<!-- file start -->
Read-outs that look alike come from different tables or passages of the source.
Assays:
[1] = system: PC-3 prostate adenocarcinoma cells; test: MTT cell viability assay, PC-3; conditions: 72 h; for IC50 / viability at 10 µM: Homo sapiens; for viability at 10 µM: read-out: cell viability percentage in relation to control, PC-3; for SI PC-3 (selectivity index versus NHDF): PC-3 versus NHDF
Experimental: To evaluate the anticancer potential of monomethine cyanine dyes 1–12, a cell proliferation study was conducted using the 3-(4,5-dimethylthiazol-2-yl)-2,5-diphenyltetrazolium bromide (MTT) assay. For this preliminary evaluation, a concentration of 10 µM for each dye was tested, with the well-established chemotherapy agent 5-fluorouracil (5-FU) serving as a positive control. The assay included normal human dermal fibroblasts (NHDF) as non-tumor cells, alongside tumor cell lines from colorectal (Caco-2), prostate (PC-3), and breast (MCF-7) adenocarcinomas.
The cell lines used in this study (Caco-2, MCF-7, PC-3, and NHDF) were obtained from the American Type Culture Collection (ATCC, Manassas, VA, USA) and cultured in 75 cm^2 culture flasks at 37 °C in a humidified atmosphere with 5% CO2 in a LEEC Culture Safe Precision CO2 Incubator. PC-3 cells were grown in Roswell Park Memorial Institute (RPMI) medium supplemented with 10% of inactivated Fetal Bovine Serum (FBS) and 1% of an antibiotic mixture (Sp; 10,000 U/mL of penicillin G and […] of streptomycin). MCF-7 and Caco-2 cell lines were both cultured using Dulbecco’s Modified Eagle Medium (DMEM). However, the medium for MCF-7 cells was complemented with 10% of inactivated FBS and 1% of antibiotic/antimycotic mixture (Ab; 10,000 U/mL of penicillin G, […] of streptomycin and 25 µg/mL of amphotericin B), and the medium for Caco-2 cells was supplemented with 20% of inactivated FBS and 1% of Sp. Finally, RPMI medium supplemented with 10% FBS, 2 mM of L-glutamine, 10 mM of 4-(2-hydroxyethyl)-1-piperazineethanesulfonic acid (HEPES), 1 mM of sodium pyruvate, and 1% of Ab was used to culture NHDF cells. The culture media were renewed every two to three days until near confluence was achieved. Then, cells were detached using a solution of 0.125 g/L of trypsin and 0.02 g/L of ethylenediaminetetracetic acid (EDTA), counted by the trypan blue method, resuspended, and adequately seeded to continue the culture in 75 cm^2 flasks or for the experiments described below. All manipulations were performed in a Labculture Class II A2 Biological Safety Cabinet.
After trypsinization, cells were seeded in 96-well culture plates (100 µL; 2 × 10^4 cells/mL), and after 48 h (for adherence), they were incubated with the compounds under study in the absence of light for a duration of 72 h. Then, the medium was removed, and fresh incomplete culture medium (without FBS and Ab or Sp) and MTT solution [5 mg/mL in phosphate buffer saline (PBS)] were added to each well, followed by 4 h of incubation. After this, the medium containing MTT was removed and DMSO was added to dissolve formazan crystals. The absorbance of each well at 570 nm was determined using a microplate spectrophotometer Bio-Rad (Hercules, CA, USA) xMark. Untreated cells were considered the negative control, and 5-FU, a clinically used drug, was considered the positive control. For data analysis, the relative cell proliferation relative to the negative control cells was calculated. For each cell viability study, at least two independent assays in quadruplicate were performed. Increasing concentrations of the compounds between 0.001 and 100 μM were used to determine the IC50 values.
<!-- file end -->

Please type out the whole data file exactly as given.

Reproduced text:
Read-outs that look alike come from different tables or passages of the source.
Assays:
[1] = system: PC-3 prostate adenocarcinoma cells; test: MTT cell viability assay, PC-3; conditions: 72 h; for IC50 / viability at 10 µM: Homo sapiens; for viability at 10 µM: read-out: cell viability percentage in relation to control, PC-3; for SI PC-3 (selectivity index versus NHDF): PC-3 versus NHDF
Experimental: To evaluate the anticancer potential of monomethine cyanine dyes 1–12, a cell proliferation study was conducted using the 3-(4,5-dimethylthiazol-2-yl)-2,5-diphenyltetrazolium bromide (MTT) assay. For this preliminary evaluation, a concentration of 10 µM for each dye was tested, with the well-established chemotherapy agent 5-fluorouracil (5-FU) serving as a positive control. The assay included normal human dermal fibroblasts (NHDF) as non-tumor cells, alongside tumor cell lines from colorectal (Caco-2), prostate (PC-3), and breast (MCF-7) adenocarcinomas.
The cell lines used in this study (Caco-2, MCF-7, PC-3, and NHDF) were obtained from the American Type Culture Collection (ATCC, Manassas, VA, USA) and cultured in 75 cm^2 culture flasks at 37 °C in a humidified atmosphere with 5% CO2 in a LEEC Culture Safe Precision CO2 Incubator. PC-3 cells were grown in Roswell Park Memorial Institute (RPMI) medium supplemented with 10% of inactivated Fetal Bovine Serum (FBS) and 1% of an antibiotic mixture (Sp; 10,000 U/mL of penicillin G and […] of streptomycin). MCF-7 and Caco-2 cell lines were both cultured using Dulbecco’s Modified Eagle Medium (DMEM). However, the medium for MCF-7 cells was complemented with 10% of inactivated FBS and 1% of antibiotic/antimycotic mixture (Ab; 10,000 U/mL of penicillin G, […] of streptomycin and 25 µg/mL of amphotericin B), and the medium for Caco-2 cells was supplemented with 20% of inactivated FBS and 1% of Sp. Finally, RPMI medium supplemented with 10% FBS, 2 mM of L-glutamine, 10 mM of 4-(2-hydroxyethyl)-1-piperazineethanesulfonic acid (HEPES), 1 mM of sodium pyruvate, and 1% of Ab was used to culture NHDF cells. The culture media were renewed every two to three days until near confluence was achieved. Then, cells were detached using a solution of 0.125 g/L of trypsin and 0.02 g/L of ethylenediaminetetracetic acid (EDTA), counted by the trypan blue method, resuspended, and adequately seeded to continue the culture in 75 cm^2 flasks or for the experiments described below. All manipulations were performed in a Labculture Class II A2 Biological Safety Cabinet.
After trypsinization, cells were seeded in 96-well culture plates (100 µL; 2 × 10^4 cells/mL), and after 48 h (for adherence), they were incubated with the compounds under study in the absence of light for a duration of 72 h. Then, the medium was removed, and fresh incomplete culture medium (without FBS and Ab or Sp) and MTT solution [5 mg/mL in phosphate buffer saline (PBS)] were added to each well, followed by 4 h of incubation. After this, the medium containing MTT was removed and DMSO was added to dissolve formazan crystals. The absorbance of each well at 570 nm was determined using a microplate spectrophotometer Bio-Rad (Hercules, CA, USA) xMark. Untreated cells were considered the negative control, and 5-FU, a clinically used drug, was considered the positive control. For data analysis, the relative cell proliferation relative to the negative control cells was calculated. For each cell viability study, at least two independent assays in quadruplicate were performed. Increasing concentrations of the compounds between 0.001 and 100 μM were used to determine the IC50 values.